Individual Treatment Response in Attention-deficit/Hyperactivity Disorder

Broadening Perspectives and Improving Assessments

Paul Hodgkins; Ralf W Dittmann; Shaw Sorooshian; Tobias Banaschewski


Expert Rev Neurother. 2013;13(4):524-433. 

In This Article

Abstract and Introduction


Attention-deficit/hyperactivity disorder (ADHD) is a highly complex disorder with multiple treatment options. Impairments associated with ADHD, rather than symptoms defining the disorder, are the primary reason for referral of individuals to clinical services; consequently, they should also be key targets for intervention. Impairments are moderated by factors such as comorbidities, family environment and intelligence quotient, and particular challenges may vary between patients. The understanding of patient and family treatment preferences, as well as identification of treatment needs and goals, should drive future clinical practice. This review addresses the assessment of ADHD treatment goals and outcomes in clinical practice, and discusses changes in future clinical research studies necessary to progress the utilization of an individualized medicine approach in ADHD.


Attention-deficit/hyperactivity disorder (ADHD) is a heterogeneous disorder characterized by core symptoms of inattention, hyperactivity and impulsivity.[1] ADHD has a worldwide prevalence of 5–7% in children and adolescents and 5% in adults, with no significant country effect observed after controlling for differences in diagnostic algorithms used to define the disorder.[2,3] Three subtypes of ADHD (predominantly inattentive, predominantly hyperactive–impulsive and combined type) are defined by the Diagnostic and Statistical Manual of Mental Disorders, fourth edition (DSM-IV).[1] A recent meta-analysis reported that the predominantly inattentive subtype is most common; however, individuals with the combined subtype are most likely to be referred for clinical services[2] and to be studied in clinical trials for drug approvals. A fifth edition of the DSM (DSM-V) is scheduled for release in May 2013 with changes in the diagnostic criteria for ADHD proposed; for example, an increase in the threshold age of symptom onset from 7 to 12 years of age, and reduction of the number of symptoms required for diagnosis of adult ADHD.[4]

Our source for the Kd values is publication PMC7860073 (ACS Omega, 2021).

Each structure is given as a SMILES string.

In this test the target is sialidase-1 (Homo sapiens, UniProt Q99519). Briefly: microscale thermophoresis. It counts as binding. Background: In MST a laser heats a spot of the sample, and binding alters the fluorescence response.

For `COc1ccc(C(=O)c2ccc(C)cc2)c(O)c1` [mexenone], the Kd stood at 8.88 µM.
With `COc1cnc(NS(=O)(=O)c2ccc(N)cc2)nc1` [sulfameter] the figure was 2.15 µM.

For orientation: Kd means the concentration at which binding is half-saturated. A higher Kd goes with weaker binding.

Clear evidence that ADHD symptoms lead to clinically significant impairment in social, academic or occupational functioning in multiple settings is required for the diagnosis of the disorder, although diagnostic criteria provide little guidance on their measurement.[1,5] If the symptoms of ADHD (e.g., difficulty sustaining attention in tasks, distractibility, fidgeting, restlessness and difficulty awaiting their turn) are defined as the behavioral expressions associated with the disorder, impairments can be conceived as the sequelae of these behaviors.[6] Impairments in children and adolescents with ADHD are observed in social, emotional, familial, academic and behavioral functioning, and can lead to reduced health-related quality of life (HRQoL), not only for the patient, but also for their family.[7–10] HRQoL is a subjective measure of how a patient feels, a patient's own perception of the impact of a disorder and its treatment on physical, psychological and social functioning, daily life and wellbeing.[101] While patients may develop strategies to cope with ADHD as they transition into adulthood, and some childhood symptoms may attenuate with age, ADHD and associated impairments may persist and have a negative impact on multiple domains of life. Adults with childhood ADHD have lower academic and occupational attainment compared with their non-ADHD peers, leading to a relative economic disadvantage.[11,12] In the USA, income losses and decreased work productivity are the largest contributors to the economic burden associated with adult ADHD, accounting for approximately three quarters of associated costs.[13] Relationship and social problems, including increased risk of antisocial and substance-use disorders, and an association between ADHD and negative life events, are further contributors to reduced HRQoL in affected adults.[11,12,14–16] The accumulative negative impact of symptoms and impairments associated with ADHD extends into older age and has been demonstrated in adults aged 60–77 years.[17]